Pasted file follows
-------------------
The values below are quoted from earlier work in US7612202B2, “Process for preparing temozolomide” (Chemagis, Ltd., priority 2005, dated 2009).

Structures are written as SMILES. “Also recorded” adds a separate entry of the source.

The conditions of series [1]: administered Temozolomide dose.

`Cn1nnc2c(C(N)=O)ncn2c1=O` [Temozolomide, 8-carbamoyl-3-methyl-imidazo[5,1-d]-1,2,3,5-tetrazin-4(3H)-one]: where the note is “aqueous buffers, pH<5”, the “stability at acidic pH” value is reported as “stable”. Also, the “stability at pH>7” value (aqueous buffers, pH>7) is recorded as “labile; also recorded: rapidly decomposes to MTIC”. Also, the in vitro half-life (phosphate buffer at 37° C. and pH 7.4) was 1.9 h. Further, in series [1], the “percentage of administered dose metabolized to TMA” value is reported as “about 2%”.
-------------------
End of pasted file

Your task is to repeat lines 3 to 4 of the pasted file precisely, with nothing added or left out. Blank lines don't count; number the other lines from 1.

The conditions of series [1]: administered Temozolomide dose.

`Cn1nnc2c(C(N)=O)ncn2c1=O` [Temozolomide, 8-carbamoyl-3-methyl-imidazo[5,1-d]-1,2,3,5-tetrazin-4(3H)-one]: where the note is “aqueous buffers, pH<5”, the “stability at acidic pH” value is reported as “stable”. Also, the “stability at pH>7” value (aqueous buffers, pH>7) is recorded as “labile; also recorded: rapidly decomposes to MTIC”. Also, the in vitro half-life (phosphate buffer at 37° C. and pH 7.4) was 1.9 h. Further, in series [1], the “percentage of administered dose metabolized to TMA” value is reported as “about 2%”.